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by Kurt Kalata - December 23, 2011

Dynamite Düx (ダイナマイトダックス) / Dynamite Dux - Arcade, Sega Master System, Amiga, Atari ST, Commodore 64, Amstrad CPC, ZX Spectrum (1989)

American SMS Cover

Amiga Cover

Japanese Arcade Flyer

Belt-scrolling beat-em-ups are typically serious business. The likes of Double Dragon, Final Fight, Golden Axe, Streets of Rage and numerous others are all dark and gritty rampages of violence through decaying landscapes. Even the relatively goofy Kunio games involve street gangs. And yet there are a few that took things in a different direction, one of the first being Sega's Dynamite Dux (sometimes spelled Dynamite Düx, with an umlaut over the 'u' for no discernable reason). To make an analogy, Dynamite Dux is to Double Dragon as Twinbee is to Xevious.

Dynamite Dux

The "men fight to save kidnapped woman" theme is still present, although here, the men are actually pet ducks named Bin and Pin, who are trying to save their owner Lucy from some weird looking guy named Achacha. The intro, where the ducks and the girl are playing around in a meadow before the main bad guy appears out of nowhere, was also borrowed for Alex Kidd in Shinobi World. (The question of who owns ducks as pets is never fully addressed.) The stages are a hodge podge of barely cohesive themes, starting off in a city, before warping to ancient Japan, to a jungle, off to Brooklyn and Texas, and then to the final lair of Achacha, which is vaguely Egyptian.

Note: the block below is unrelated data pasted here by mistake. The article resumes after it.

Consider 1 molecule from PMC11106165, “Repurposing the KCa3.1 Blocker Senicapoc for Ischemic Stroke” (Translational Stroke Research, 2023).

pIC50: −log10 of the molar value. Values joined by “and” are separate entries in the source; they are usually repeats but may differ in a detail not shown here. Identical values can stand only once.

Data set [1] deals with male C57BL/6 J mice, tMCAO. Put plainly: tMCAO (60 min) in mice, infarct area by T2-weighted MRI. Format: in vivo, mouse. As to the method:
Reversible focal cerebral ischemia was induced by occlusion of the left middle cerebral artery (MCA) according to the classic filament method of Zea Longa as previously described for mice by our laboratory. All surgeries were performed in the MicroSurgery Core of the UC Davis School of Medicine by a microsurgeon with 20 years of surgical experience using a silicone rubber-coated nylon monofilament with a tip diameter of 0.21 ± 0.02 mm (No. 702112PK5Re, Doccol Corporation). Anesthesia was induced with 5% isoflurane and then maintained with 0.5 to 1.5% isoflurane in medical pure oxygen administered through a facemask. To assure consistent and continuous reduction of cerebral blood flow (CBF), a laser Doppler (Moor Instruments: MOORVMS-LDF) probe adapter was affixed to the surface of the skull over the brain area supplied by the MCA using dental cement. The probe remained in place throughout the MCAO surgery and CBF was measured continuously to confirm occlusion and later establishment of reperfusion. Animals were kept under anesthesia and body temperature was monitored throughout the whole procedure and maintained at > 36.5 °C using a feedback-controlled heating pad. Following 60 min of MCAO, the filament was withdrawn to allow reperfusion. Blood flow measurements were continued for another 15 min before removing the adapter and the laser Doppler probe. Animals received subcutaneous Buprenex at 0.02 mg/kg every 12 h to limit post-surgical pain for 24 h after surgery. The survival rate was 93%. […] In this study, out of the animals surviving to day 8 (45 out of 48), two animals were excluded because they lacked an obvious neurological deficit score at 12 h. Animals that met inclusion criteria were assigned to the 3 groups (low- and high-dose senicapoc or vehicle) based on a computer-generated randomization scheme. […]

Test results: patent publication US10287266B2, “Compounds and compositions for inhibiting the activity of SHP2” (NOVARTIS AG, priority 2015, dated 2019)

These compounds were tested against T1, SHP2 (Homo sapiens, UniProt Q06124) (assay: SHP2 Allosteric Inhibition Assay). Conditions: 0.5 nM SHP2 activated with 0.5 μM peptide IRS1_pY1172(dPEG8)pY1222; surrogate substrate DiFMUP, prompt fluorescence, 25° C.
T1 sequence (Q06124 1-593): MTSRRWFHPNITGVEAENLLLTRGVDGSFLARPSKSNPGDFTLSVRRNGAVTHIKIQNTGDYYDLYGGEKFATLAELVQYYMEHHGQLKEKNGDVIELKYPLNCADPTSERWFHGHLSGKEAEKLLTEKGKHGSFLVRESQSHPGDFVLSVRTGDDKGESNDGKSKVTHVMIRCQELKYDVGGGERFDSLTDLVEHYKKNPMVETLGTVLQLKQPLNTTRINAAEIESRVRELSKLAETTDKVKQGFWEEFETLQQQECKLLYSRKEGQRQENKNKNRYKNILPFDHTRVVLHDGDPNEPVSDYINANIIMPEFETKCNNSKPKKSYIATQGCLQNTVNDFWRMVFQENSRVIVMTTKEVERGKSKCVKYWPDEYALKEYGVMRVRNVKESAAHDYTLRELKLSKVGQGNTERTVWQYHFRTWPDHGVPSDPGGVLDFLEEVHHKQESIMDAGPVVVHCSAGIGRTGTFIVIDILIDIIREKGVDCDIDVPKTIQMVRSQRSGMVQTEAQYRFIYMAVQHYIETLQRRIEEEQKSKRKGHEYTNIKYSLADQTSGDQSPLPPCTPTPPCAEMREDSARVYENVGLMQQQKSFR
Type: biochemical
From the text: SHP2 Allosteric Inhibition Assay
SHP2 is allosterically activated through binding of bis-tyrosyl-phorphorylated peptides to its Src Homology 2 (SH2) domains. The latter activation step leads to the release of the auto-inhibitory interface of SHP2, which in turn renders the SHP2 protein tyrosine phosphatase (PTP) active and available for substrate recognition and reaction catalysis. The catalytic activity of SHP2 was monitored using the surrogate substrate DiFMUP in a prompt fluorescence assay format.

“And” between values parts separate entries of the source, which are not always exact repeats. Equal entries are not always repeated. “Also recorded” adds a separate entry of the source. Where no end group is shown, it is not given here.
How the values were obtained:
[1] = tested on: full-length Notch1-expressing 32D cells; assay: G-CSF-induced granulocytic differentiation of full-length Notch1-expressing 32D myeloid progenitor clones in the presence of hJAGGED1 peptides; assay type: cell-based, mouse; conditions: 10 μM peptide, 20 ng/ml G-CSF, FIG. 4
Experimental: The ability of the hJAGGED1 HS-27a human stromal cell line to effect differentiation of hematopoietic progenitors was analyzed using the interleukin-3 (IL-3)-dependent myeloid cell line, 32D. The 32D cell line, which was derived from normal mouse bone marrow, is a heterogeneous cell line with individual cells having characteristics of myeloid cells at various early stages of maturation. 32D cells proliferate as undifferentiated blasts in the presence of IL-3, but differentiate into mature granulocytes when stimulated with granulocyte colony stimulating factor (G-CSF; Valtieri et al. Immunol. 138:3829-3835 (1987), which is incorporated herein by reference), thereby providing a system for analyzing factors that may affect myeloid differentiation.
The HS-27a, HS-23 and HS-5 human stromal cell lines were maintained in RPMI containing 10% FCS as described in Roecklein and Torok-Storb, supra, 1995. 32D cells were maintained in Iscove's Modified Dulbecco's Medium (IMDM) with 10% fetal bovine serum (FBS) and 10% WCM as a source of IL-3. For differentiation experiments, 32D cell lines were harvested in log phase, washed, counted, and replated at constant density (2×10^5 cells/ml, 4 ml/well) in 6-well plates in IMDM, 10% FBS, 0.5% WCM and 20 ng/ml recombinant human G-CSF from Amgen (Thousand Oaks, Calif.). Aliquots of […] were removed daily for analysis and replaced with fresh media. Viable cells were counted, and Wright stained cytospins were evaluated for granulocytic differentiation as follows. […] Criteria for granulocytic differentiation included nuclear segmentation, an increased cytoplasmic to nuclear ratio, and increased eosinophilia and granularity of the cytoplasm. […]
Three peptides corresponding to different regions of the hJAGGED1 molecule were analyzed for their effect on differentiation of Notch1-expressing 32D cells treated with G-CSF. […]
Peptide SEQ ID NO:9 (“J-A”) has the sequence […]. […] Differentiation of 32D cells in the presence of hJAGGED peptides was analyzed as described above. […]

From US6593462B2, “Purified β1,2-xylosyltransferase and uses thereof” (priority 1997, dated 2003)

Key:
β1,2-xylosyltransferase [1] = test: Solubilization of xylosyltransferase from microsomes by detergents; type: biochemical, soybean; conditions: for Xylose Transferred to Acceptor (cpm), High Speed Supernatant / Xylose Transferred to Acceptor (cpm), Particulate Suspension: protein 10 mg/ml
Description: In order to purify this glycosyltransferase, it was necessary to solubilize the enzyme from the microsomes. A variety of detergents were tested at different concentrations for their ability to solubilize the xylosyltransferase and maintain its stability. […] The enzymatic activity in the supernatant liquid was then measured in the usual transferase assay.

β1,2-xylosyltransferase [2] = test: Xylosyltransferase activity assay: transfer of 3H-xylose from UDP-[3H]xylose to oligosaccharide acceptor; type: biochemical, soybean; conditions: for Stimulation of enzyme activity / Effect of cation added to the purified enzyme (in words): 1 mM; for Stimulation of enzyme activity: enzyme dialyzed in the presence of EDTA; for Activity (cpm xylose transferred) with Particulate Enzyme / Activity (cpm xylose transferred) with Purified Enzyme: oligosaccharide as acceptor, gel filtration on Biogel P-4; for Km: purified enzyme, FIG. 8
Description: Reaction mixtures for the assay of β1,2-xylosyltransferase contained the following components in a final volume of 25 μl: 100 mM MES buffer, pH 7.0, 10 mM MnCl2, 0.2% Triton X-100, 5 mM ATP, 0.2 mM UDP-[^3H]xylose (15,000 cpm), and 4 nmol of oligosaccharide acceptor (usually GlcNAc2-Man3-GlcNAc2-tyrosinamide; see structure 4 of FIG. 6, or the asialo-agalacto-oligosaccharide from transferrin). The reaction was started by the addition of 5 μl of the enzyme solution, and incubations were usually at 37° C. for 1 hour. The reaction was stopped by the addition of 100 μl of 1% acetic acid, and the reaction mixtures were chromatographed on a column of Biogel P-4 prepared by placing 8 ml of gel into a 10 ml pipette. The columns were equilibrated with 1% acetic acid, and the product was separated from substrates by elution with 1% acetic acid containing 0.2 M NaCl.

It's all an impossibly colorful and silly game. Bin and Pin are bright blue and red, respectively. The major enemies are dogs with gigantic jaws that take up approximately 80% of its body mass. Also present are cross-eyed coyotes decked in army gear and manning artillery cannons, as well as rhiocneri in American football uniforms. The one that displays not only a total lack of understanding of American geography but also basic things like climate are the penguins running around in the middle of the desert. Colonel Sanders, he of Kentucky Fried Chicken, makes an appearance right at the beginning, and makes it his purpose to act as a referee in the boxing match bonus rounds. It's a weird and wonderfully detailed game, meshing Warner Bros.-style slapstick with the randomness of Japanese humor, rendered in beautiful 16-bit late 80s pixel artwork. The only major disappointments are the bosses, which consist of things like rock monsters and gigantic flames, and are actually reused throughout.

Dynamite Dux

The mechanics are a bit different from typical beat-em-ups, in that most enemies perish after a single hit, and the game never stops and waits for you to clear the enemies before moving on. Most stages also have a branching path near the middle of the stage. However, being that the ducks have super deformed proportions, their limbs barely have any reach, and combined with the occasionally erratic movements and attacks of the enemies, makes the hit detection feel rather dodgy. You do have a super attack where you hold down the attack button to wind up your arm and deliver a knock-out uppercut with a super-sized fist, although it too is slightly awkward to us. There are numerous weapons throughout each stage though, and nearly all of them fire projectiles, ranging from simple rocks all the way up to bazookas and flamethrowers.